J. Denis Summers-Smith

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J. Denis Summers-Smith
Born (1920-10-25) 25 October 1920 (age 96)
Glasgow
Residence Guisborough
Nationality British
Fields Ornithology
Tribology
Institutions Imperial Chemical Industries
Known for Research on sparrows, books on tribology
Notable awards Tribology Silver Medal (1975)
Stamford Raffles Award
Author abbrev. (zoology) Summers-Smith

James Denis Summers-Smith (born 25 October 1920) is a British ornithologist and mechanical engineer, a specialist both in sparrows and in industrial tribology.

Early life[edit]

Summers-Smith was raised in Glasgow, where he was born in 1920.[1] He spent childhood holidays in County Donegal, in northwestern Ireland, where one of his uncles, a country parson and a naturalist, taught him about birds. For nearly six years of World War II, Summers-Smith was an intelligence officer in the British Army.[2] He received his commission in 1940,[3] and reached the rank of captain. He served with the 9th Battalion, The Cameronians, stationed on the east coast of England. During that time he had little time for birdwatching, except when surveying "such likely spots for invasion" as coastal marshes in Suffolk.[2] Summers-Smith was among the second wave of troops involved in the D-Day landings of 6 June 1944. He was badly wounded in a later action in Normandy, as a result of which he spent 18 months in hospital.

Career[edit]

After the war, Summers-Smith was employed as a mechanical engineer by Imperial Chemical Industries.[1][4] He obtained several degrees in engineering around this time, and a PhD in physics in 1953.[5] In 1975, Summers-Smith received one of the three annual Tribology Silver Medals given by the Institution of Mechanical Engineers.[5] His job as an engineer allowed him to travel widely, and he used trips abroad as opportunities to study sparrows.[2]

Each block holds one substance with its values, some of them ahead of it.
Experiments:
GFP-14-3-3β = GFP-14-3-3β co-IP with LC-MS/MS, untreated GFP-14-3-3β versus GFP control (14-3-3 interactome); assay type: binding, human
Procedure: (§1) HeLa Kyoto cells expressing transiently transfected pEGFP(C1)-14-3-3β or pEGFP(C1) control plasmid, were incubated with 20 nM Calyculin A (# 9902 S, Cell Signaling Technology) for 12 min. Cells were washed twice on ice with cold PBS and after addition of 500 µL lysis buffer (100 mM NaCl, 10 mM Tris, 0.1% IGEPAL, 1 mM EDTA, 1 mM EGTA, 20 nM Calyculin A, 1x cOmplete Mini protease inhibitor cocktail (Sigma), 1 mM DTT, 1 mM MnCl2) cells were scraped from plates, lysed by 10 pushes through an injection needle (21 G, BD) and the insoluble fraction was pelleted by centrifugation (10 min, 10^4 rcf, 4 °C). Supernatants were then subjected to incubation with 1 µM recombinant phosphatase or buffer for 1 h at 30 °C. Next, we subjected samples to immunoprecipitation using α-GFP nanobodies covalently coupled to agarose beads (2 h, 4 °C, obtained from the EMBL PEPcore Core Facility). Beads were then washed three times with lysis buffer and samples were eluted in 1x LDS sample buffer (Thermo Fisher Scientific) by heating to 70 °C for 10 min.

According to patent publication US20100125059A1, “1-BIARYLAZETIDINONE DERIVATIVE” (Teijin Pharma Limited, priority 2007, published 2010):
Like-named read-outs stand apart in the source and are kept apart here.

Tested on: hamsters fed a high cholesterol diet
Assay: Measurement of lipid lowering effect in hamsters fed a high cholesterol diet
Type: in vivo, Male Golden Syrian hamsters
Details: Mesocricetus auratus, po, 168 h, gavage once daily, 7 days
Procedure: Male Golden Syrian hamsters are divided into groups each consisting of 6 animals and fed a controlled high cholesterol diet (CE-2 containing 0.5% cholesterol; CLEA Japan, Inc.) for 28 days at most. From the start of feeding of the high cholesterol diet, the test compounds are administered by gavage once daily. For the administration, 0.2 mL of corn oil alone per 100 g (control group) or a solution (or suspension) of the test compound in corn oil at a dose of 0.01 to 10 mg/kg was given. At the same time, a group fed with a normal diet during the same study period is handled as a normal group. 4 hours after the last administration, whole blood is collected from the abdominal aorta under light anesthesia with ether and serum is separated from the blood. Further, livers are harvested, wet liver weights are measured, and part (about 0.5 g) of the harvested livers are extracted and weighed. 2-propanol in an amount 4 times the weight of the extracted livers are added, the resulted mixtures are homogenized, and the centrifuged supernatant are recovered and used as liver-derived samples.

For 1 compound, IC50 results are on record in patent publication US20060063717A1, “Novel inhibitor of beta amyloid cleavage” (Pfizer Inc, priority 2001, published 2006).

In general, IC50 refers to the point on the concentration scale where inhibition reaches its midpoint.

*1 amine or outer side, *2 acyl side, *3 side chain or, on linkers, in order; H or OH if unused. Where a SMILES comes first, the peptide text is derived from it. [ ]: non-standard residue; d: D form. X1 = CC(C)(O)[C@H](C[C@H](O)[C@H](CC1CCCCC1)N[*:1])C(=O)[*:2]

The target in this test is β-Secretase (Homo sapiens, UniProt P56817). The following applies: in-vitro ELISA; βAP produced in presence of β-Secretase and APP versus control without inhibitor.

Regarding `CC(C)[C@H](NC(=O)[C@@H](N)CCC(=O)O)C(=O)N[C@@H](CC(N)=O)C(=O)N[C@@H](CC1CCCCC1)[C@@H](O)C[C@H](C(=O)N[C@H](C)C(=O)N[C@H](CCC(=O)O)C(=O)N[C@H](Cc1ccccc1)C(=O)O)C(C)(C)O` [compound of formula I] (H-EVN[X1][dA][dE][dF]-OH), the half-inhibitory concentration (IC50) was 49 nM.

Ornithology[edit]

Summers-Smith began his study of the house sparrow in 1947. He decided to make a serious study of a particular bird species, and chose the house sparrow because of the difficulty of travel at the time, under post-war rationing.[2] Summers-Smith has studied the house sparrow in Highclere, Hampshire; in Hartburn, County Durham; and latterly at Guisborough in North Yorkshire, where he settled in 1961.[2] During these studies, he was questioned by a policeman on the street twice for looking around yards with binoculars at early hours. Summers-Smith was a founding member of his local bird club (The Teesmouth Bird Club) in 1960, and he wrote the instructions for the British Trust for Ornithology's first Common Bird Census in 1962.[4] His study of the house sparrow resulted not only in a number of papers in respected journals, but also in his 1963 monograph The House Sparrow, published as part of the New Naturalist Monographs series.[6][7][8] After The House Sparrow was published, Summers-Smith began studying the house sparrow's relatives in the genus Passer.[9] Over the course of these studies, he visited dozens of countries, and made observations on all the Passer species (recognised in his classification) except the Socotra sparrow.[4][10] This research into the sparrows as a whole resulted in a monograph on the genus Passer, published in 1988 as The Sparrows, and one on the Eurasian tree sparrow, the 1995 The Tree Sparrow, both of which were illustrated by Robert Gillmor. He also wrote In Search of Sparrows, an account of his worldwide travels researching sparrows.[9] In 1992, Summers-Smith received the Zoological Society of London's Stamford Raffles Award, for his "world-renowned work on sparrows".[11]